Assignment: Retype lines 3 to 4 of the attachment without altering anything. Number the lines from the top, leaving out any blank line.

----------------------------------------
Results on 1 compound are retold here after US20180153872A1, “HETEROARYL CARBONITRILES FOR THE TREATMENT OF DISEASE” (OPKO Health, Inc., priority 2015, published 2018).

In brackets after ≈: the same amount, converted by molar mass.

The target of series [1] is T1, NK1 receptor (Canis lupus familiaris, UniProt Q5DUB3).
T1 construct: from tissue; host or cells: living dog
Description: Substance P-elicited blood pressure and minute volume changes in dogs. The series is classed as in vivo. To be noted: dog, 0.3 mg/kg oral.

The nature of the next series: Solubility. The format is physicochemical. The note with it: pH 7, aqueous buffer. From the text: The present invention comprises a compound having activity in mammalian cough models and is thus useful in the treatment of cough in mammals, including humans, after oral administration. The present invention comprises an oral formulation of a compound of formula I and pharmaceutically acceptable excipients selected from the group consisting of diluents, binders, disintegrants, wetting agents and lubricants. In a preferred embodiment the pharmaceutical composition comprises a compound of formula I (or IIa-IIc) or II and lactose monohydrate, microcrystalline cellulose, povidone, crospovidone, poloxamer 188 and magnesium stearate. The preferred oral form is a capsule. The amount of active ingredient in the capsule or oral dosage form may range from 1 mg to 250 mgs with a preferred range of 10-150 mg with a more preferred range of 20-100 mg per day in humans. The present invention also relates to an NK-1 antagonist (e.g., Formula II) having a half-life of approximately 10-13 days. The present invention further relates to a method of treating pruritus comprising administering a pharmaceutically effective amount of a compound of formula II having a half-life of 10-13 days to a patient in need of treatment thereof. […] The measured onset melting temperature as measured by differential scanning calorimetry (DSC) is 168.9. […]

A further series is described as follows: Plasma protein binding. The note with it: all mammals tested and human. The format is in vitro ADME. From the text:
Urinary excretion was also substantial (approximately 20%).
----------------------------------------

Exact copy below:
The target of series [1] is T1, NK1 receptor (Canis lupus familiaris, UniProt Q5DUB3).
T1 construct: from tissue; host or cells: living dog